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Master Shake



Joined: 03 Nov 2006
Posts: 1202
Location: Colorado, USA

PostPosted: Wed Aug 19, 2015 12:15 am    Post subject: Reply with quote

dynow wrote:
You're missing a huge detail here, bud. The average person living in NYC sharing an apartment is doing it with a long time friend, significant other, or some other person that they consciously chose to live with.
Really? I'm sure tons of people in NYC are living with strangers as well, and given how multicultural NYC is, it wouldn't be unusual to room with someone from another country. Just Google 'NYC roommate finder' and loads of sites pop up which bring total strangers together.

Also, in Warsaw these days there's a very good chance Pawel and Grzegorz speak decent English.

Anyway, 4,900zl/mo. is enough for the OP to get his own place, should he choose to. Personally, I'd recommend rooming with someone to have more disposable income, but different strokes...
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spanglish



Joined: 21 May 2009
Posts: 742
Location: working on that

PostPosted: Wed Aug 19, 2015 12:42 am    Post subject: Reply with quote

Master Shake wrote:
Really? I'm sure tons of people in NYC are living with strangers as well, and given how multicultural NYC is, it wouldn't be unusual to room with someone from another country. Just Google 'NYC roommate finder' and loads of sites pop up which bring total strangers together.


This is very true. Plenty of people struggling to get by in the US and sharing - very often with strangers - is definitely the norm in NYC and DC for twenty and thirty-something professionals.
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dragonpiwo



Joined: 04 Mar 2013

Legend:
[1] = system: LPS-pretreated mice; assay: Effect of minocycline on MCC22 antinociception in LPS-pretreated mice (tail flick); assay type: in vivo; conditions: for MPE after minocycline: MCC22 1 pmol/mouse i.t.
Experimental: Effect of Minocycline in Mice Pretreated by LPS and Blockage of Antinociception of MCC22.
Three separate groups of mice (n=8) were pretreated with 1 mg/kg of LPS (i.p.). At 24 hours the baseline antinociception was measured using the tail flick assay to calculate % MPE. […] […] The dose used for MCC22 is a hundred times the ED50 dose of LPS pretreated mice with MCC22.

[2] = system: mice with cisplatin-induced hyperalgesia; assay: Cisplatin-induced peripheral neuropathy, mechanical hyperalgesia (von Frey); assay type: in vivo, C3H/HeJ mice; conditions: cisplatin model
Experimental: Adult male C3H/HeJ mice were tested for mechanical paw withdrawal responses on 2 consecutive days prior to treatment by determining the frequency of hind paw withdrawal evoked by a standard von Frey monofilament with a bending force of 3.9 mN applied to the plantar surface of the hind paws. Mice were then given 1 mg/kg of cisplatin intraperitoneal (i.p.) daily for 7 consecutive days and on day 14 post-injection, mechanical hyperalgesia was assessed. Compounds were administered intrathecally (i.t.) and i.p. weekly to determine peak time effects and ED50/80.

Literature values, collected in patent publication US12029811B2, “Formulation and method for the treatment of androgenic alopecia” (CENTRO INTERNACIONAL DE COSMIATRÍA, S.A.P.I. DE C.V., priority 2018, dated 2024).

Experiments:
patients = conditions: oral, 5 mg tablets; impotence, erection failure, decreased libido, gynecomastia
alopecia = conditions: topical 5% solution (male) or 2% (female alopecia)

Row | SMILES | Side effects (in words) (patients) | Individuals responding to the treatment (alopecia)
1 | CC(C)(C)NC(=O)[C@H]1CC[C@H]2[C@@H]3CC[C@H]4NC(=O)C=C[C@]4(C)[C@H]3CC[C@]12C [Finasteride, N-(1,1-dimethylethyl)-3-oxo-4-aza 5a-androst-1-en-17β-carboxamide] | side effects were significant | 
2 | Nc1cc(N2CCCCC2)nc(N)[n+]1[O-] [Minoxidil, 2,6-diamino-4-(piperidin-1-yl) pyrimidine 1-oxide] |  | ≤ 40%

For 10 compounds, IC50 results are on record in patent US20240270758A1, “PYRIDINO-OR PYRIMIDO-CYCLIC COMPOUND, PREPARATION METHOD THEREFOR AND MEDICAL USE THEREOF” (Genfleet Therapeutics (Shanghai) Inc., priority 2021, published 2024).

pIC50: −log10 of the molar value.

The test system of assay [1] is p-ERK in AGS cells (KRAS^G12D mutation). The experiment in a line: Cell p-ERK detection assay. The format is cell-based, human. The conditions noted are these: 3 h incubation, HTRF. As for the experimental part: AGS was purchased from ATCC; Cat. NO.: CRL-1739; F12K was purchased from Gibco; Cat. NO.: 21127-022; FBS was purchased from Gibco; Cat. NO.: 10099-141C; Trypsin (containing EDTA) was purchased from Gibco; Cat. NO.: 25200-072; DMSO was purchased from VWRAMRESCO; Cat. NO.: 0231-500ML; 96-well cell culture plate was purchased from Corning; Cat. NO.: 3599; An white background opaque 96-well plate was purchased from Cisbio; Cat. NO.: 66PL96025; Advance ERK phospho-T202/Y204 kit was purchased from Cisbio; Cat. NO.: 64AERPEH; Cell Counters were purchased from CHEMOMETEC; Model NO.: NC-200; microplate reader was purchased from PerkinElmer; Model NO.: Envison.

Posts: 1636
Location: Berlin

PostPosted: Wed Aug 19, 2015 2:17 am    Post subject: erm Reply with quote

But do they earn $18 PER DAY after rent and tax in NYC?
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spanglish



Joined: 21 May 2009
Posts: 742
Location: working on that

PostPosted: Wed Aug 19, 2015 2:50 am    Post subject: Reply with quote

I wouldn't know how to begin to compare after-tax income and expenses between NYC and Poland, but struggling to make rent, pay health care, and put food on the table is pretty common here in the US.

I think a problem with TEFL and western teachers in general is that the profession is viewed as a sort of holiday job - only expected to cover daily living expenses - so most don't take into account their real cost of living i.e. replacing a lap top, funding Christmas visits back home, or saving for an emergency fund.
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delphian-domine



Joined: 11 Mar 2011
Posts: 674

PostPosted: Wed Aug 19, 2015 8:12 am    Post subject: Re: erm Reply with quote

dragonpiwo wrote:
But do they earn $18 PER DAY after rent and tax in NYC?


But your number is based on a completely different calculation.

Anyway, I know how friends lived at the start of their career in London, and such delights as "potato curry" were often on the menu.

More to the point, anyone entrepreneurial enough can easily put together an extra 1000-2000zl a month without much effort.

It might not be a champagne lifestyle, but everyone has to start somewhere. I'd still prefer Warsaw over the ME or the United States.
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PC Parrot



Joined: 11 Dec 2009
Posts: 459
Location: Moral Police Station

PostPosted: Wed Aug 19, 2015 9:11 am    Post subject: Reply with quote

The OP is not an entry level TEFLer.